Reacting to the November 6th announcement by the Norwegian government of its proposal to completely ban the use of heavy fuel oil (HFO) by shipping around the Arctic archipelago of Svalbard, Clean Arctic Alliance Lead Advisor Dr Sian Prior said:
“We welcome this important commitment by Norway to protect the waters around Svalbard from the risks of heavy fuel oil (HFO) spills, and its glaciers and sea ice from the impacts of black carbon emissions caused by the burning of HFO. Norway leads the way amongst Arctic nations in getting rid of HFO from Arctic waters, and is demonstrating international leadership by going above and beyond the weak ambitions of Arctic HFO ban currently being considered by the International Maritime Organization.”
The announcement of Norway’s proposal states that “Heavy oil spills can do great damage in the Arctic due to the vulnerable ecosystems and how heavy oil behaves at low temperatures and ice. If such oil is released in the event of an accident on Svalbard, it could lead to major and long-term damage to the environment. In addition, large distances, ice, cold, and poor access to oil spill response resources mean that emergency preparedness and clean-up will be difficult and expensive. The Ministry of Climate and the Environment is now sending the proposal for public consultation”. HFO has been banned from Svalbard’s national park waters since 2015, and has been banned in Antarctic waters since 2011.
In February 2020, the IMO and its member states developed a draft regulation prohibiting the use and carriage as fuel of heavy fuel oil (HFO) by ships in the Arctic. However, the inclusion of loopholes in the draft regulation – in the form of exemptions and waivers – means that an HFO ban will not come into effect until mid-2029, leaving the Arctic exposed to the growing threat of HFO spills for the whole of the 2020s – nearly a decade.
According to a recent analysis by the International Council on Clean Transportation, as currently drafted, the regulation will only reduce the use of HFO by 16% and the carriage of HFO as fuel by 30% when it takes effect in July 2024, and will allow 74% of Arctic shipping to continue with business as usual. Between July 2024 and July 2029, when the ban becomes fully effective, the amount of HFO used and carried in the Arctic is likely to increase as shipping in the Arctic increases, and as newer ships replace older vessels and are able to take advantage of the exemption or change flag and seek a waiver from the ban.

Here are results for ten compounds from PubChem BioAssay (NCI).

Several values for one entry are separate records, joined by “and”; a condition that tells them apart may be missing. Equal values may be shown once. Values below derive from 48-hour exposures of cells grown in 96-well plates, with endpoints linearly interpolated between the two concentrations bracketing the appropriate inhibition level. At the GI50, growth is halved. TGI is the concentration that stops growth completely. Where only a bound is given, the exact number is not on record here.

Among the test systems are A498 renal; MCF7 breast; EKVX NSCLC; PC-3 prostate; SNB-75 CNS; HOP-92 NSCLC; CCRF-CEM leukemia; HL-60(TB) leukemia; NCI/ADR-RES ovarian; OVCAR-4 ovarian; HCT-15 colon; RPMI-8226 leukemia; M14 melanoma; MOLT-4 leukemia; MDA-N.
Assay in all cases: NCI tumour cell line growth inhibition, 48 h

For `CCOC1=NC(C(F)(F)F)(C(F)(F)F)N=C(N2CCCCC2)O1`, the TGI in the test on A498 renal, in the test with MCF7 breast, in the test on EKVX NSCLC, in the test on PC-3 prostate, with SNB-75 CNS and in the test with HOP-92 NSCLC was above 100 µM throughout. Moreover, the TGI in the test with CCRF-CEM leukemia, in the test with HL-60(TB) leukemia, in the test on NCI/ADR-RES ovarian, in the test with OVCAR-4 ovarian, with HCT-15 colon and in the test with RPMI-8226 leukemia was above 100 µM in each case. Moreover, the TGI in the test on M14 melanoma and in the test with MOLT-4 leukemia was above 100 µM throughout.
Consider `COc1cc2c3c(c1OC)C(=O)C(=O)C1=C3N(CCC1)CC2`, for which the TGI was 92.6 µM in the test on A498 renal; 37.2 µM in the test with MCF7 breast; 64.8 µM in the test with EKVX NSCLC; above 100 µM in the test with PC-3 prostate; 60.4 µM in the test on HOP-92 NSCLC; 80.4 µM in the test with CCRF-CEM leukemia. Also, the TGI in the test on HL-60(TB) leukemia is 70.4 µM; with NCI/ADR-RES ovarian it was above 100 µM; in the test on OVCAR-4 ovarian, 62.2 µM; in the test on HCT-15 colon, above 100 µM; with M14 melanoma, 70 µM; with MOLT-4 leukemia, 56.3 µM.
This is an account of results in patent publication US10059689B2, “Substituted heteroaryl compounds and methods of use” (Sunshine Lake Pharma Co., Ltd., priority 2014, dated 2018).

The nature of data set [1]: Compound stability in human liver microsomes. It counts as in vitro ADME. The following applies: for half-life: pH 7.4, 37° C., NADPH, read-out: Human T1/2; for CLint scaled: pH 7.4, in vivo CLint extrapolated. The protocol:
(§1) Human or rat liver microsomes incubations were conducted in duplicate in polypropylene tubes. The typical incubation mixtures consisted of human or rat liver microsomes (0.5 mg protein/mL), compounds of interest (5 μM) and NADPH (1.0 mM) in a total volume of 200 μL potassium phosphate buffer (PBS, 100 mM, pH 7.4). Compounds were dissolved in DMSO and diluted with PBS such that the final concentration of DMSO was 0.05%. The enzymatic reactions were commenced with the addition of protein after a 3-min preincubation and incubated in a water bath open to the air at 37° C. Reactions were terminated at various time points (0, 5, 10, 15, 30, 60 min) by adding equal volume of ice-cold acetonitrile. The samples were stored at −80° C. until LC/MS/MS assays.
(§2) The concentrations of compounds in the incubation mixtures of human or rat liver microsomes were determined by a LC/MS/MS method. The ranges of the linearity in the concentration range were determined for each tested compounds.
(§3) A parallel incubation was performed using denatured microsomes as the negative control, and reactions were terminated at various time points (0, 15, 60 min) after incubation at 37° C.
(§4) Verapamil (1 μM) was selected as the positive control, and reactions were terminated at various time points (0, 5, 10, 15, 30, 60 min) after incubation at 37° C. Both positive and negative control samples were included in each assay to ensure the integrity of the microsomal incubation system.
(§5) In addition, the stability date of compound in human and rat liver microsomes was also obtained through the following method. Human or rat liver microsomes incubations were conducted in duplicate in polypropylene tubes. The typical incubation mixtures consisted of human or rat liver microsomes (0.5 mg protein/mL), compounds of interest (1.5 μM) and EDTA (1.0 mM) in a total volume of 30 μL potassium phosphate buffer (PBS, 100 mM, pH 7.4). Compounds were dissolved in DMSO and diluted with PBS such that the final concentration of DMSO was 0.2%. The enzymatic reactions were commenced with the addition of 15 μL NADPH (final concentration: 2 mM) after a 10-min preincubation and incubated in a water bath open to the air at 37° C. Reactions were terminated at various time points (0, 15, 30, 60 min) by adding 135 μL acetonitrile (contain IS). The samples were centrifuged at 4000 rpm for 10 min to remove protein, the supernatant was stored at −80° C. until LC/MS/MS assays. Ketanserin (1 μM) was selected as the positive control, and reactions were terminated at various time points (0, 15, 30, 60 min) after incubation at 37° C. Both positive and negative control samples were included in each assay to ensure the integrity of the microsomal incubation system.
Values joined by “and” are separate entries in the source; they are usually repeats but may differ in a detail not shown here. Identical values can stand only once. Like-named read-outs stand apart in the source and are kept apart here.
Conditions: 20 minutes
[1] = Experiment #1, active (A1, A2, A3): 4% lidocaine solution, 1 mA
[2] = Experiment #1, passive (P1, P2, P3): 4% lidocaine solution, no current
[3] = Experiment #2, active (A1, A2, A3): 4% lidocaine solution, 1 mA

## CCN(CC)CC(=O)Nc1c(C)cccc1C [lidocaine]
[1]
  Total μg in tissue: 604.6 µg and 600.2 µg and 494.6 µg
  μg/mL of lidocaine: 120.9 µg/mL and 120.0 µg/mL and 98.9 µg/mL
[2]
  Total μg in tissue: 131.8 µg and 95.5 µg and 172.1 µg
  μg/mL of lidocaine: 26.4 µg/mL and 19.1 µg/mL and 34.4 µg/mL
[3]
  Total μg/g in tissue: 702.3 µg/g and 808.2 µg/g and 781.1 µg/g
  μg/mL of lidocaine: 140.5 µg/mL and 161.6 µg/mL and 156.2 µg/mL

“If the IMO’s Arctic HFO ban is approved as currently drafted, it will expose the Arctic to even greater risks associated with HFO throughout the 2020s. Norway’s commitment to protect the waters and environment of Svalbard must serve as the impetus for greater ambition from Arctic states to agree to a stronger and effective ban on this dirty shipping fuel throughout the Arctic”, said Prior.
As drafted, with the five central Arctic coastal states able to issue waivers to their own flagged ships and by-pass the ban, the regulation is not flag-neutral. It will create a two-tier system of environmental protection and enforcement in the Arctic, along with lower standards and negative environmental consequences in Arctic territorial seas and exclusive economic zones. This version of the ban could also potentially lead to transboundary pollution.
On Wednesday, 18 November, the International Maritime Organization’s Marine Environment Protection Committee (MEPC 75) is scheduled (virtually) to approve the draft Arctic HFO regulation.
“In response to the inherent weakness of this draft ban, the Clean Arctic Alliance is calling for IMO Arctic Member States to mirror Norway’s leadership, and to strengthen and improve the draft Arctic HFO regulation by removing or amending the exemption and the waiver clauses, and by bringing forward the implementation dates. Failure to do so will result in the approval of a “paper ban” on the use and carriage of heavy fuel oil – devoid of any meaningful protection for the Arctic”, concluded Prior.